uncaused action, where one could do A just as easily as one could do not-A. But, could God
change the laws of mathematics? What on earth would that be like? Could God embrace
irrationality? Spinoza will argue that just as the laws of mathematics are what they (logically)
must be, so everything in the world is logically necessary.
Here is what I think Spinoza is getting at in the remaining propositions. 1. All of God’s
actions flow from the divine nature. 2. God’s nature is that of perfection. 3. Only one course of
events is consistent with divine perfection. 4. The world could have been different than it is only
if God’s nature had been different than it is. 5. However, the divine nature is unchangeable. 6.
Hence, the way things are is rationally necessary. What do you think of Spinoza’s reasoning?
17: God acts from the laws of the divine nature alone, and isn’t compelled by anything.
I have just shown (16) that from the necessity of the divine nature alone, or (what is the same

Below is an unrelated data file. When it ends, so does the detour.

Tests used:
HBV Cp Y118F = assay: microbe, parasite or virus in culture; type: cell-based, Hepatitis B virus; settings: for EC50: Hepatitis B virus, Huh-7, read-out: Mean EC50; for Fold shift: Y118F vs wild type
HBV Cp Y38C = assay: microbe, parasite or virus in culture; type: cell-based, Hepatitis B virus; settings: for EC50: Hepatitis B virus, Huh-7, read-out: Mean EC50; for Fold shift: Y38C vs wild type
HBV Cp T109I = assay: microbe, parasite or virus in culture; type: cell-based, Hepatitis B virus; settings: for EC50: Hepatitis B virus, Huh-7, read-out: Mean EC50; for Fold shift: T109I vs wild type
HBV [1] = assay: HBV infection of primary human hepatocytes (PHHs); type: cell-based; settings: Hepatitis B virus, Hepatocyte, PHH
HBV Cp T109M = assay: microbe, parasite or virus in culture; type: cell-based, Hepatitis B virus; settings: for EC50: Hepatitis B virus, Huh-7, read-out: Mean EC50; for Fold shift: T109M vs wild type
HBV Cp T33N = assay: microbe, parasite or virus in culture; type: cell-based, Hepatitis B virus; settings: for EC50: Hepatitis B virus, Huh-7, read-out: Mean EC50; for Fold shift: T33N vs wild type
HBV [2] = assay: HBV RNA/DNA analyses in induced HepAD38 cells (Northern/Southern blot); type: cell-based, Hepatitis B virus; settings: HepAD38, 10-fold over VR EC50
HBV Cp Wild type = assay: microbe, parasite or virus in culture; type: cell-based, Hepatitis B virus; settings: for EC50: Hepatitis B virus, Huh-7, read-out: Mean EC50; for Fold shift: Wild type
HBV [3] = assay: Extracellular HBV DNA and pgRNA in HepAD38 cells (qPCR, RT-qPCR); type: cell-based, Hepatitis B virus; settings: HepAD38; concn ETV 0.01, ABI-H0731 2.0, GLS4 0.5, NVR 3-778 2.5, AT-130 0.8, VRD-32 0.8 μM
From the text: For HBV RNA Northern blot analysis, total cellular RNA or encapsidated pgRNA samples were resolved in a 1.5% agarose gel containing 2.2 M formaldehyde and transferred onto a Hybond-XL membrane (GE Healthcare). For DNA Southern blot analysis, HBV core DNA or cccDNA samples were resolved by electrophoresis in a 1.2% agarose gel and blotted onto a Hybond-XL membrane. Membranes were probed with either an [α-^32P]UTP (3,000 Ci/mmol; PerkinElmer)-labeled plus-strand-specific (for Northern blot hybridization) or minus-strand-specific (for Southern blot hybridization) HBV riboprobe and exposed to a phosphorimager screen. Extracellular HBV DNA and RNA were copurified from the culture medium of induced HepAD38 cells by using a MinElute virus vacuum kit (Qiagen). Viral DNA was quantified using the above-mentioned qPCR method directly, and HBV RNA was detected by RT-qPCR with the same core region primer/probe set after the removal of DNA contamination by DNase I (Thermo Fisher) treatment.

thing) from the laws of God’s nature alone, absolutely infinite things follow; and in 15 I have
demonstrated that nothing can be or be conceived without God – that all things are in God. So
there can’t be anything outside God by which God could be caused or compelled to act.
Therefore, God acts from the laws of the divine nature alone, and isn’t compelled by anything.
First corollary to 17: There is no cause, either extrinsically or intrinsically, which prompts God to
action, except the perfection of the divine nature.
Second corollary to 17: God alone is a free cause.
God alone exists only from the necessity of the divine nature (by 11 and first corollary to 14), and
acts from the necessity of the divine nature (by 17). Therefore (by D7) God alone is a free cause.
Note on 17: I. Some people think, regarding the things that I have said follow from God’s nature
(i.e. are in God’s power), that God could bring it about that they don’t happen, are not produced by
God; from which they infer that God is a free cause. But this is tantamount to saying that God can
bring it about that the nature of a triangle doesn’t require that its three angles are equal to two right
angles, or that from a given cause the effect would not follow – which is absurd.
Further, I shall show later, without help from 17, that God’s nature doesn’t involve either
intellect or will. I know of course that many think they can demonstrate that a supreme intellect and a
free will pertain to God’s nature; for, they say, they know nothing they can ascribe to God more
perfect than what is the highest perfection in us.
Moreover, while thinking of God as actually understanding things in the highest degree,
they don’t believe that God can bri …